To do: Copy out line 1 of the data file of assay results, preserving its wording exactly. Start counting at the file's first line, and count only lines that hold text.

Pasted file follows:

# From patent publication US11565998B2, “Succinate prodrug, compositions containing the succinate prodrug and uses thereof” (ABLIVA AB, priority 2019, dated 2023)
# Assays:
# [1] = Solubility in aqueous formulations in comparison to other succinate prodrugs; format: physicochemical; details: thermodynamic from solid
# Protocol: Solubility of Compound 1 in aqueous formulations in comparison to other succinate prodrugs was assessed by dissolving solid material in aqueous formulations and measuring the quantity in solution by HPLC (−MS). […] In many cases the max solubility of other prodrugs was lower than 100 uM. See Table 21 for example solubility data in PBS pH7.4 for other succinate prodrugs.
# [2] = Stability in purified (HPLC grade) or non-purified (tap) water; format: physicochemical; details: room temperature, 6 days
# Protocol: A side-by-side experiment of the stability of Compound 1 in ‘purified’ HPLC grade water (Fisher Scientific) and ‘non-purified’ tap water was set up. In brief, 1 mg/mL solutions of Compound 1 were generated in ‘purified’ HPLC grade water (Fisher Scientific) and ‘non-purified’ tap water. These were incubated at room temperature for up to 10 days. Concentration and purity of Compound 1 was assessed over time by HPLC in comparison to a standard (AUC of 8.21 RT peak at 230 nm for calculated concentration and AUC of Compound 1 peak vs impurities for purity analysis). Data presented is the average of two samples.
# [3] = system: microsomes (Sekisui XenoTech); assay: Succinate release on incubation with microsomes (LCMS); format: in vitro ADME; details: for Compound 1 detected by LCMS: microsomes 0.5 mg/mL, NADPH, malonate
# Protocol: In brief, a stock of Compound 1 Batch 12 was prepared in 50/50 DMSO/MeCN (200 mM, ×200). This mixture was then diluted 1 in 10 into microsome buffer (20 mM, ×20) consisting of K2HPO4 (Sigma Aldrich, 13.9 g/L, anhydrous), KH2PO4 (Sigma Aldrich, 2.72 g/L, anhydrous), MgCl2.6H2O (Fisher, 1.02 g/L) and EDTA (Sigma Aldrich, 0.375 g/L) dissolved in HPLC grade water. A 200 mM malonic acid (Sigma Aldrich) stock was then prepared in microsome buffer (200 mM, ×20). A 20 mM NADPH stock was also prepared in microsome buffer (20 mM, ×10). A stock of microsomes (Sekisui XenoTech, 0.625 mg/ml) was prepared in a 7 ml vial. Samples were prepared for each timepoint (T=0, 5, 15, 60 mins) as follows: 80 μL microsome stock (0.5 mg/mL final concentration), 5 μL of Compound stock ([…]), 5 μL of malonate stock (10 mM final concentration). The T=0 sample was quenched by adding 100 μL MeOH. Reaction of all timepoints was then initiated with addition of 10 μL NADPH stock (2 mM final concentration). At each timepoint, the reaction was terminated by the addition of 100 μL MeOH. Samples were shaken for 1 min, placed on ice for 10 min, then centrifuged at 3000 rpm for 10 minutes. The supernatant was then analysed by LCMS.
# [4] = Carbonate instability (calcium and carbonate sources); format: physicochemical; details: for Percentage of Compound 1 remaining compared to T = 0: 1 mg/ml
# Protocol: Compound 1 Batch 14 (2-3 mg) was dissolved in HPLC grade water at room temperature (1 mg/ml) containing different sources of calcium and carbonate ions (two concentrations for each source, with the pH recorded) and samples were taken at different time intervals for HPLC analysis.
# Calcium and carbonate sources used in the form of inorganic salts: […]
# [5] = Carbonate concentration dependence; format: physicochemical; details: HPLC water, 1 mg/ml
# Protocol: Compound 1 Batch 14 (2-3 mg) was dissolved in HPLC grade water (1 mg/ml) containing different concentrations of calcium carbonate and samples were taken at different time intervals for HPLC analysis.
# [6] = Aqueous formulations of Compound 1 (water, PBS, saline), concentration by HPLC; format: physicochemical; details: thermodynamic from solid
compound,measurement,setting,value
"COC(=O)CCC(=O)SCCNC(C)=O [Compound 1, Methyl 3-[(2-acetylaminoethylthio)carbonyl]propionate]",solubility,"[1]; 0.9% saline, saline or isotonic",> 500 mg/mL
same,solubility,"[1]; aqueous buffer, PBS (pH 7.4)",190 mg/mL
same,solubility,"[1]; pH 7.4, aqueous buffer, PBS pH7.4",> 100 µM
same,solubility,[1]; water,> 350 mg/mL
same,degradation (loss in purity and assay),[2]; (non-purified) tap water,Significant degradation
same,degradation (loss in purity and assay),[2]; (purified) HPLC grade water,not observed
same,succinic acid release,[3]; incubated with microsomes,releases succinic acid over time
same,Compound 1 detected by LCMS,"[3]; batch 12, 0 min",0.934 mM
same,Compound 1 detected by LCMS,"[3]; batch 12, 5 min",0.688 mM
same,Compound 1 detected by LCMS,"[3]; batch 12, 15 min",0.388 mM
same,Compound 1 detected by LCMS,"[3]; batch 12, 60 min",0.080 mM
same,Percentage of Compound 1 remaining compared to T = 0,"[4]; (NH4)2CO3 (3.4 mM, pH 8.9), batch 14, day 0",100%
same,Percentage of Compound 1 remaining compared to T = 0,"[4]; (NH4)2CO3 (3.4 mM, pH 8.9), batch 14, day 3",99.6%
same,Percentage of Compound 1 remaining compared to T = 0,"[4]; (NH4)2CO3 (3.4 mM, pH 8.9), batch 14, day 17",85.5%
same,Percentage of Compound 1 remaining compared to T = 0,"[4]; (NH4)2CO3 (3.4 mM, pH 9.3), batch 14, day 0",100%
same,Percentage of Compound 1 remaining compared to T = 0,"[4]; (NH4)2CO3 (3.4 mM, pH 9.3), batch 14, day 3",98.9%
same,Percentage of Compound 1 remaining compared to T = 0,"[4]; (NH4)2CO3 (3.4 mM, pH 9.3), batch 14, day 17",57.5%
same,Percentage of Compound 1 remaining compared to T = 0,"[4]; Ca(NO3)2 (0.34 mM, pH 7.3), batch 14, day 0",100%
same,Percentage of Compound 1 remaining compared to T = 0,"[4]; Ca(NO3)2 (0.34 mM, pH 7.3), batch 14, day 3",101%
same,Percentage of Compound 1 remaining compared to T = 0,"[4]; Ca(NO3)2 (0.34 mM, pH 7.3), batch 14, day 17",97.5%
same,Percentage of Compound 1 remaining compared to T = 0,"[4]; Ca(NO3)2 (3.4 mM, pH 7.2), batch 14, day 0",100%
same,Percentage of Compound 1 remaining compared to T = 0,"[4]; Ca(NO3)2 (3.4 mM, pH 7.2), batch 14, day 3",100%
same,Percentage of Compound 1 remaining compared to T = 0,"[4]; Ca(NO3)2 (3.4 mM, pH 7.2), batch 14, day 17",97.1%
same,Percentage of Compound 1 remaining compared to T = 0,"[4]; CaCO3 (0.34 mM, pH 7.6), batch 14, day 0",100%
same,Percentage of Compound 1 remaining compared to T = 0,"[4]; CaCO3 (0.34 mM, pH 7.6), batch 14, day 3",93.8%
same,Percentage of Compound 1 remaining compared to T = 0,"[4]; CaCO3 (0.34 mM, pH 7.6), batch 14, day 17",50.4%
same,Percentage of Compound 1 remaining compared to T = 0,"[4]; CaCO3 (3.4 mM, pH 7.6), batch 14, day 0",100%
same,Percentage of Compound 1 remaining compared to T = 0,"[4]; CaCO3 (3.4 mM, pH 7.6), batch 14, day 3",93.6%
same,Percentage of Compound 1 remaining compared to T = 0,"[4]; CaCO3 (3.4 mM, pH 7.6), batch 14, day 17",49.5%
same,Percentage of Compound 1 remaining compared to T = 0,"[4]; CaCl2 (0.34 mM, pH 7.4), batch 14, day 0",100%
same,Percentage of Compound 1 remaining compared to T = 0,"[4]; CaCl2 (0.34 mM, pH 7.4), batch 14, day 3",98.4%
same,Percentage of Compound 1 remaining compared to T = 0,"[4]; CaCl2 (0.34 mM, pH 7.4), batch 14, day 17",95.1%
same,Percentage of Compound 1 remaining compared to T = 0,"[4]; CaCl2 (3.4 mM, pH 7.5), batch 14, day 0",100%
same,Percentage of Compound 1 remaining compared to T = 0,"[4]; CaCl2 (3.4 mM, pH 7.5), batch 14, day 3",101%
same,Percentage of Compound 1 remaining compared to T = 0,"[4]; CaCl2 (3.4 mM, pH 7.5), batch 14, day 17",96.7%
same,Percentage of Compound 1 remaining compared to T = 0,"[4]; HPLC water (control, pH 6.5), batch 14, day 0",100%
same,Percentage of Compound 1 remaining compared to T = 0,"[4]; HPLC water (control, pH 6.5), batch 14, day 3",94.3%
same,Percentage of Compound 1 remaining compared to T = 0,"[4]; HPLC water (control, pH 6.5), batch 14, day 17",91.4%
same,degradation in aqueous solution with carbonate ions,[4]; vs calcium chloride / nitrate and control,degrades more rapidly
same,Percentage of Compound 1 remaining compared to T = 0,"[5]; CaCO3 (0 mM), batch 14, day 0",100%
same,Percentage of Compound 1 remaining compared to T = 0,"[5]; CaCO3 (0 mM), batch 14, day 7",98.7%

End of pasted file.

# From patent publication US11565998B2, “Succinate prodrug, compositions containing the succinate prodrug and uses thereof” (ABLIVA AB, priority 2019, dated 2023)